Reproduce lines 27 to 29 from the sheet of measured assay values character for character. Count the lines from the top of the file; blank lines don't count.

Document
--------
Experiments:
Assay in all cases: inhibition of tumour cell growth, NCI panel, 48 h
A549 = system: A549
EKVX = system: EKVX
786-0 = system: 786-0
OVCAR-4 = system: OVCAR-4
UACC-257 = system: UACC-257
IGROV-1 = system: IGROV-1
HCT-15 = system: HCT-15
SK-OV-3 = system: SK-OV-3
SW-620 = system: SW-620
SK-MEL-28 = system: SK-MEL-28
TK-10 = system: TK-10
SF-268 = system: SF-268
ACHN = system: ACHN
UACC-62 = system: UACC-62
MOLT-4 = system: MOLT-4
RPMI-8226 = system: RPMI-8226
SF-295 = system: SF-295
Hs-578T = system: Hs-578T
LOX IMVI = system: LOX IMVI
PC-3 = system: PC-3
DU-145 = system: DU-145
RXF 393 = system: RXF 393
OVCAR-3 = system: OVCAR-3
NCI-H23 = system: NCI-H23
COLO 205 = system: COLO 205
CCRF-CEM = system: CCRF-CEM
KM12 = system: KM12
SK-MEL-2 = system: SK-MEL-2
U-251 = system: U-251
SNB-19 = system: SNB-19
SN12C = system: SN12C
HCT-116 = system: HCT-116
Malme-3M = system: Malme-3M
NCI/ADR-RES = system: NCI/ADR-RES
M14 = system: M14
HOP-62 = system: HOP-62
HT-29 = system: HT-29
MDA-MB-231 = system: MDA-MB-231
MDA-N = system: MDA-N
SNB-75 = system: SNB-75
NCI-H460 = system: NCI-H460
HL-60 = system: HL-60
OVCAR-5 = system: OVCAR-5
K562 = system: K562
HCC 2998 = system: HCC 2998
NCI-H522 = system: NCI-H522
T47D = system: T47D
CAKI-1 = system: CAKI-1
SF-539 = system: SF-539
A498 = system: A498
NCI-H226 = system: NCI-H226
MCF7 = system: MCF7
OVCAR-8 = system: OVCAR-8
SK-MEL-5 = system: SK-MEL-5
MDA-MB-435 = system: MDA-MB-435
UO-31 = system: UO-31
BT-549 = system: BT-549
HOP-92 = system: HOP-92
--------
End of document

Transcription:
COLO 205 = system: COLO 205
CCRF-CEM = system: CCRF-CEM
KM12 = system: KM12